educationHF 2380, Governor Terry Branstad’s proposed education bill was debated last week was passed on the morning of March 14th on a 53-46 vote.  A number of amendments were passed changing the language of Governor Branstad’s original proposal significantly.  Some items to note:

  • Competency-based education was expanded which will allow a public or nonpublic school to award high school credit upon the required competencies being demonstrated.  The assessment for this will be provided by each school.
  • Accredited nonpublic schools are not required to meet the core curriculum and core content requirements which are in conflict with their tenets and practices of the bona fide religious institution of the school. 
  • As noted last week, the expansion of the Iowa Core Curriculum was struck and the Department of Education was tasked with conducting a study of the core curriculum and core content standards.
  • School districts are still required to do yearly evaluations (I don’t think this is a bad thing necessarily, but again it is another state mandate on principals which may already have a lot on their plate).
  • The statewide teacher and administrator system is still in the bill.  Which will be for use of by all schools.  Schools (public and nonpublic) can submit their own for approval by the Department of Education.  The good in this is that it may not become implemented as they have to form a task force to study pilot programs.  If the recommendations which will come to the Legislature in the form of a separate bill are not passed then this section of the bill will be repealed.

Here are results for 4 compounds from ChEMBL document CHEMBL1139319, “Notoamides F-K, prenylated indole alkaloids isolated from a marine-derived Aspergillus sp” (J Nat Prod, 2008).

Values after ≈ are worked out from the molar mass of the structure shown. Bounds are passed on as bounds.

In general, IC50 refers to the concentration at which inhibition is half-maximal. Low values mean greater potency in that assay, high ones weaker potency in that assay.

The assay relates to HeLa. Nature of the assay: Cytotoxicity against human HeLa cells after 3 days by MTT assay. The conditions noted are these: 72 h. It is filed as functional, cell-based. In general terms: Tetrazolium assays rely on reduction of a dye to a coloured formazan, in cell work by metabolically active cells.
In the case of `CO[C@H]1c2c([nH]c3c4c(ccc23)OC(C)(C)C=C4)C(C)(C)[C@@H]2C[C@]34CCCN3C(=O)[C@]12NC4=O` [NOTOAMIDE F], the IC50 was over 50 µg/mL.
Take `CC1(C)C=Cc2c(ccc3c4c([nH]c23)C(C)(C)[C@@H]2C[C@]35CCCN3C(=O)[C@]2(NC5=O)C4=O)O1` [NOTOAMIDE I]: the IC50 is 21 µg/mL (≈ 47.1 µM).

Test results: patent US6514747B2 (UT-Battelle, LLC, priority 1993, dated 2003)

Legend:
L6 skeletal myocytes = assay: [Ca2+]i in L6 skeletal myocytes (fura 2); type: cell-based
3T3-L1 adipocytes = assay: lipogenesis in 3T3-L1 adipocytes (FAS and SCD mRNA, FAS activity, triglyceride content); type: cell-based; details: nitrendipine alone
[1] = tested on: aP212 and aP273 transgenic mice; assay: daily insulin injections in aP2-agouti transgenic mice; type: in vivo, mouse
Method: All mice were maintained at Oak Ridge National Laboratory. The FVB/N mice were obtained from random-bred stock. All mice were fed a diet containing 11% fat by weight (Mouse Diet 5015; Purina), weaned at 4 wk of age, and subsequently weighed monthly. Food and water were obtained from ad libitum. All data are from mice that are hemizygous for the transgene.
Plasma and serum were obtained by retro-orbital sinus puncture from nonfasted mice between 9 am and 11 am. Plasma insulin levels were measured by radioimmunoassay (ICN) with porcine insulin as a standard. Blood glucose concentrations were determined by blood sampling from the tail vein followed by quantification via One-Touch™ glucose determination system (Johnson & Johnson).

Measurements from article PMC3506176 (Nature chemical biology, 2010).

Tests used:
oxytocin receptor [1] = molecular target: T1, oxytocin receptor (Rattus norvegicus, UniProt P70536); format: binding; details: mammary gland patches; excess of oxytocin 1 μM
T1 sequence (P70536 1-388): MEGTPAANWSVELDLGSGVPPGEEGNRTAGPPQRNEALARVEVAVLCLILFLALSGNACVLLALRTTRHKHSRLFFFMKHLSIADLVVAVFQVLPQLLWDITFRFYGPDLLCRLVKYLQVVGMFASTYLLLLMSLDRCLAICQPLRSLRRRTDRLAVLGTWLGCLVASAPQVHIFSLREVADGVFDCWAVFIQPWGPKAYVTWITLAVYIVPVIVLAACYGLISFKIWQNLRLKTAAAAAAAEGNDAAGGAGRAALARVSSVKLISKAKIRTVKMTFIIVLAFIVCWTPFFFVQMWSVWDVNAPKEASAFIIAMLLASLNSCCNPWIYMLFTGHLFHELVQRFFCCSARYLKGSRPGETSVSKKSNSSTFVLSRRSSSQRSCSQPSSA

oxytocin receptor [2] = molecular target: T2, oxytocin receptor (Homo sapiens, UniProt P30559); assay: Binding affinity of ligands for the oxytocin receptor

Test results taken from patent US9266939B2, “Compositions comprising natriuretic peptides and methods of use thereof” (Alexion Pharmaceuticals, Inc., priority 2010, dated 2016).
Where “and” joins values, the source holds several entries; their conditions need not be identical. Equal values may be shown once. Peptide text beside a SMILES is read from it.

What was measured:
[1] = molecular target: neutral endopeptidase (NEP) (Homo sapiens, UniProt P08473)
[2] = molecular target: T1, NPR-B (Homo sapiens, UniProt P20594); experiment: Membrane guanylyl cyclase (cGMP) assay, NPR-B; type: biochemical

• Nonpublic schools now may utilize Iowa Learning Online.
  • Public and nonpublic schools can request exemptions from one or more of the PK-12 educational program.  The exemption language is broader for nonpublic schools.
  • Nonpublic schools are no longer required to submit job openings to the Department of Education’s job opening website.  Language was changed from “shall” to “may.”
  • Preschool program was expanded.
  • The Department of Education establishes an accountability system for all Iowa’s schools.  All public schools are required to incorporate end-of-course assessments.
  • There will be a value-added assessment implemented for school districts.
  • School districts will administer kindergarten assessments for every pre-kindergarten student or 4-year-old enrolled in the district.  This does not include nonpublic schools.
  • The state board will still adopt rules for a statewide plan for professional development, but the professional development money will not be removed from school district budgets to fund.
  • Ineffective and biased charter school language is still present in the bill.
  • Third grade literacy plan is still present.  If a child’s reading deficiency is not remediated by the end of the third grade that child shall be held back.  A decision that should be made by local school districts and parents, not the state.
  • Professional services and guidance counseling services will only be provided by those who completed approved endorsements or have a state license by 2015.
  • Kept the alternative pathway to a teaching license.

While this is a much better bill that the original, especially for nonpublic schools, it still expands the power of state government and erodes local control.  Though it is improved it is still disappointing to see that 53 Republicans who mostly say they favor limited government vote for this bill as the bill doesn’t nothing but expand state government through the Department of Education.  The bill will now go to the Senate where its fate is uncertain.  You can read the bill below:

HF 2380 Reprinted

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